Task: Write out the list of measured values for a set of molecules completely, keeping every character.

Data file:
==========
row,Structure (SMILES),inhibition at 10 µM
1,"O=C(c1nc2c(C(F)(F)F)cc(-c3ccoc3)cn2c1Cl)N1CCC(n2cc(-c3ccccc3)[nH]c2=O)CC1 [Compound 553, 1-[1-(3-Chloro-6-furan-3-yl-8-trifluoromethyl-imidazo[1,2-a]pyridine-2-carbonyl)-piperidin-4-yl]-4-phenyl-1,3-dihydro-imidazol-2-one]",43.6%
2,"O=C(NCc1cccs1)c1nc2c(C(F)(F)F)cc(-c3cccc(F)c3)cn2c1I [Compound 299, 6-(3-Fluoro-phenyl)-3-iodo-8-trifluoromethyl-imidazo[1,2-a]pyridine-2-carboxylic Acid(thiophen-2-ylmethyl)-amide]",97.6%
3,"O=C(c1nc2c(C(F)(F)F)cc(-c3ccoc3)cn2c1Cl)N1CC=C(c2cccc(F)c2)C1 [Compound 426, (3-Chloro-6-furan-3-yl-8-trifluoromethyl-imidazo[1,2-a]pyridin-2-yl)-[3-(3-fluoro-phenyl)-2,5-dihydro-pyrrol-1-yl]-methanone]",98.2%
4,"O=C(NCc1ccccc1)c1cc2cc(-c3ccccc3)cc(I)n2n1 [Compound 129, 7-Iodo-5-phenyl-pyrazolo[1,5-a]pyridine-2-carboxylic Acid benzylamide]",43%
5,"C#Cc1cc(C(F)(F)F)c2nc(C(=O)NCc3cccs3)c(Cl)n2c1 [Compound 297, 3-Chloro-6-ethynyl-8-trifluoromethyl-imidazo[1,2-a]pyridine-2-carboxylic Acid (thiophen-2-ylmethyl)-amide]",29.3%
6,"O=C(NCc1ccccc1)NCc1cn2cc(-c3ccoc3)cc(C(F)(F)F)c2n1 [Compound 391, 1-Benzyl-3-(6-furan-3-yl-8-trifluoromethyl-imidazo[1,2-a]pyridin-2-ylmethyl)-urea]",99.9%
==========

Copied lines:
row,Structure (SMILES),inhibition at 10 µM
1,"O=C(c1nc2c(C(F)(F)F)cc(-c3ccoc3)cn2c1Cl)N1CCC(n2cc(-c3ccccc3)[nH]c2=O)CC1 [Compound 553, 1-[1-(3-Chloro-6-furan-3-yl-8-trifluoromethyl-imidazo[1,2-a]pyridine-2-carbonyl)-piperidin-4-yl]-4-phenyl-1,3-dihydro-imidazol-2-one]",43.6%
2,"O=C(NCc1cccs1)c1nc2c(C(F)(F)F)cc(-c3cccc(F)c3)cn2c1I [Compound 299, 6-(3-Fluoro-phenyl)-3-iodo-8-trifluoromethyl-imidazo[1,2-a]pyridine-2-carboxylic Acid(thiophen-2-ylmethyl)-amide]",97.6%
3,"O=C(c1nc2c(C(F)(F)F)cc(-c3ccoc3)cn2c1Cl)N1CC=C(c2cccc(F)c2)C1 [Compound 426, (3-Chloro-6-furan-3-yl-8-trifluoromethyl-imidazo[1,2-a]pyridin-2-yl)-[3-(3-fluoro-phenyl)-2,5-dihydro-pyrrol-1-yl]-methanone]",98.2%
4,"O=C(NCc1ccccc1)c1cc2cc(-c3ccccc3)cc(I)n2n1 [Compound 129, 7-Iodo-5-phenyl-pyrazolo[1,5-a]pyridine-2-carboxylic Acid benzylamide]",43%
5,"C#Cc1cc(C(F)(F)F)c2nc(C(=O)NCc3cccs3)c(Cl)n2c1 [Compound 297, 3-Chloro-6-ethynyl-8-trifluoromethyl-imidazo[1,2-a]pyridine-2-carboxylic Acid (thiophen-2-ylmethyl)-amide]",29.3%
6,"O=C(NCc1ccccc1)NCc1cn2cc(-c3ccoc3)cc(C(F)(F)F)c2n1 [Compound 391, 1-Benzyl-3-(6-furan-3-yl-8-trifluoromethyl-imidazo[1,2-a]pyridin-2-ylmethyl)-urea]",99.9%